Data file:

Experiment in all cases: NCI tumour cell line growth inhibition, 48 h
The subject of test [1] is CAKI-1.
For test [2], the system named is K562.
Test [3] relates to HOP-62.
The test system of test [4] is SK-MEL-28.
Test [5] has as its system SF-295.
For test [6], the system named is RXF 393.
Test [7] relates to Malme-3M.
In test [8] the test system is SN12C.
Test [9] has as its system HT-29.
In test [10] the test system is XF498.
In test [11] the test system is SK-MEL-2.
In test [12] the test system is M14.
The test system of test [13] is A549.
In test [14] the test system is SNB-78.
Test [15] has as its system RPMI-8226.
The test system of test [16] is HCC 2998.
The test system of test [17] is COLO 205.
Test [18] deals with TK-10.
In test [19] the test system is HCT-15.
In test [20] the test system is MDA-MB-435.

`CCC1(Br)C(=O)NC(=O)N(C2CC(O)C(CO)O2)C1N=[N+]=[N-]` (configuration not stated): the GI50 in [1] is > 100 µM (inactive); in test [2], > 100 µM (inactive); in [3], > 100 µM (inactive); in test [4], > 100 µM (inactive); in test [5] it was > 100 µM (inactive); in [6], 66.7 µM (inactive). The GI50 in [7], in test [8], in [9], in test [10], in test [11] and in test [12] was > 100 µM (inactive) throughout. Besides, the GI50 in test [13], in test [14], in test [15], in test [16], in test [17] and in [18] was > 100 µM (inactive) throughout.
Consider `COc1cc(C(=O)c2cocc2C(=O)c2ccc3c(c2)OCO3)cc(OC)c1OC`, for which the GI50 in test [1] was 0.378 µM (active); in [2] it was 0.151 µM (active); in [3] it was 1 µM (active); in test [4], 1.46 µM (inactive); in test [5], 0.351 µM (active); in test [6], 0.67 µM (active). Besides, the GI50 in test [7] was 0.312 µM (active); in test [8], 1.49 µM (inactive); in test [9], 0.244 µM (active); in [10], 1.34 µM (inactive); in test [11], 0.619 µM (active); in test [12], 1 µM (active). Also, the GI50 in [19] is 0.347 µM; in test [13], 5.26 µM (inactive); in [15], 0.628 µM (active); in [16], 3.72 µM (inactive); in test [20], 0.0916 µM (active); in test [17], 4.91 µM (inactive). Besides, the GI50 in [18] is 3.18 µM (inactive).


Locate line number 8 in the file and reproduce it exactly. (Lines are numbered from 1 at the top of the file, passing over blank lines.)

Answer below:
Test [7] relates to Malme-3M.